When you think about gardening, what comes to mind? Maybe a serene oasis filled with colorful flora, butterflies fluttering around, and a gentle breeze rustling the leaves. This tranquil image can instantly invoke feelings of calmness and contentment.
But do you know that engaging in this simple hobby benefits your mental health significantly? According to recent scientific research, gardening helps us relax and focus. Plus, it’s a great way to connect with nature and get that feeling of accomplishment that’s quite rare nowadays.
The garden space used to be sacred for our ancestors. Firstly, it was a place to grow plants and get food; secondly, it was an area for chat and human connections. The entire family used to work in the garden, so it was a lot easier to strengthen the bonds between members.
The good news is that we can apply the same principles in today’s world. Gardening is still an activity most people of all ages enjoy, and you could tap into its therapeutic benefits to mend broken family relationships.
Moving forward, we’ll have a look at some of the benefits of gardening as a family.
Strengthen Your Connection with Food
In an era where children have no idea what food looks like in nature and adults choose fast food over a decent meal, we’ve lost our connection with food. Luckily, gardening can help solve this problem.
Growing your own food fosters a unique connection that transcends the mere act of eating. The process starts with planting a seed in the soil and watching as it gradually turns into a fruit-bearing plant. This progression, from a tiny seed to delicious produce, gives us an enhanced appreciation for the effort invested and the time elapsed.
Moreover, nurturing your plants shines a light on their individual requirements, such as sunlight hours or watering frequency. These insights help you appreciate the complexity of nature and its miraculous processes, which creates yet another level in this cooker-gardener relationship.
When you grow your own food, an intriguing psychological shift takes place – you start associating food not merely as sustenance or pleasure but rather as an achievement of labor and love. Each bite brings forth flavors seasoned with patience, perseverance, and dedication.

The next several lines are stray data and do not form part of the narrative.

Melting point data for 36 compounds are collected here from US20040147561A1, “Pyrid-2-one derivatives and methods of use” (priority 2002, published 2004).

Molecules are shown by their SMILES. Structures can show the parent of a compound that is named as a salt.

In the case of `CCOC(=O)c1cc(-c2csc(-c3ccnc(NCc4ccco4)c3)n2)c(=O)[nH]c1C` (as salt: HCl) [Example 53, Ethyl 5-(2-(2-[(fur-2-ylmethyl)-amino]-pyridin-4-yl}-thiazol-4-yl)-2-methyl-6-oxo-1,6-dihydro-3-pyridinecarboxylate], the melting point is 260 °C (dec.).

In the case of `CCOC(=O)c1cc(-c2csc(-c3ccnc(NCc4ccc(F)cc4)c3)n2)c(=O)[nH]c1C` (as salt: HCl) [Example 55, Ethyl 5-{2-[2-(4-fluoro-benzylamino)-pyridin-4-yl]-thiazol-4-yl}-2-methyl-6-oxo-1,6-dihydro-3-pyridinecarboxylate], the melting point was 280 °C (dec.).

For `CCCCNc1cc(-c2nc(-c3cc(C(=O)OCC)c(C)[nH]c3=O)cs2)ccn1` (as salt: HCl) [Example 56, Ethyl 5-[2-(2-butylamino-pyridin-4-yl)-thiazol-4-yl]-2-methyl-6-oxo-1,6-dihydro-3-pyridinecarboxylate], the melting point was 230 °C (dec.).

Moreover, there is a strong connection between food and family. Most of us can still remember the taste of the food our mothers and grandmothers used to make. So why not teach your kids about good food and help them build healthy eating habits?
Help The Family Heal
Families are not guaranteed to stay together or even maintain the same shape and level of relationships. Various life trials, such as the loss of a loved one, divorce, and others, can lead to poor parent-children relationships.
For instance, just earning the entirety of child custody in a divorce doesn’t mean the fight is over. In fact, the challenges are just starting, as both the kids and the parents need time and space to heal.
This is where gardening as a shared activity can come into play. When you participate in gardening together, each of you assumes a different role. This collective endeavor encourages teamwork and cooperation, which are crucial factors for solidifying relationships.
On another note, consider the quiet moments during gardening – moments when tasks don’t demand chatter, only mutual effort. Surrounded by Mother Nature’s tranquility, these periods provide ample opportunities for open-hearted conversations. You’d be surprised at how nurturing plants can thaw icy barriers and encourage dialogues about deeper issues.
Witnessing familiar bonds reflected in nature’s cycles (seedlings protected until they mature into strong plants) can also transform perspectives about personal relationships for better understanding.
Other Benefits to Consider
Besides being a great space for connection with nature and with each other, the garden is also a space for health and growth. Each gardening session comes with a series of clear-cut benefits you shouldn’t ignore, such as:
Gardening might appear serene, but it requires constant movement, such as digging, watering, pruning, and more, providing ample body workload equivalent to a good workout session. This physical exertion increases the levels of endorphins, which are responsible for the ‘feel good’ hormones in our body.
Spending time amongst plants has been found to reduce cortisol levels significantly. Cortisol is our body’s primary stress hormone, and science shows regular contact with greenery contributes to greater happiness and overall life satisfaction.
It’s a Mood Booster
When you work in the garden, the mind is focused on the task at hand. As a result, it will be easier to let go of negative thoughts and feelings you may have been carrying on your shoulders.
Plus, by simply being in nature and moving, you get to relax and produce endorphins, which is another form of boosting your mood.
In conclusion, gardening together is a pretty cool way to fix what’s gone off track. It’s fun, relaxing, and a sneaky avenue for those much-needed heart-to-hearts. Plus, there’s the bonus of getting your hands dirty (which kids love) and making your dinner straight from your backyard.
So how about you give it a whirl? Start working on that family garden and watch it grow – just like your relationships!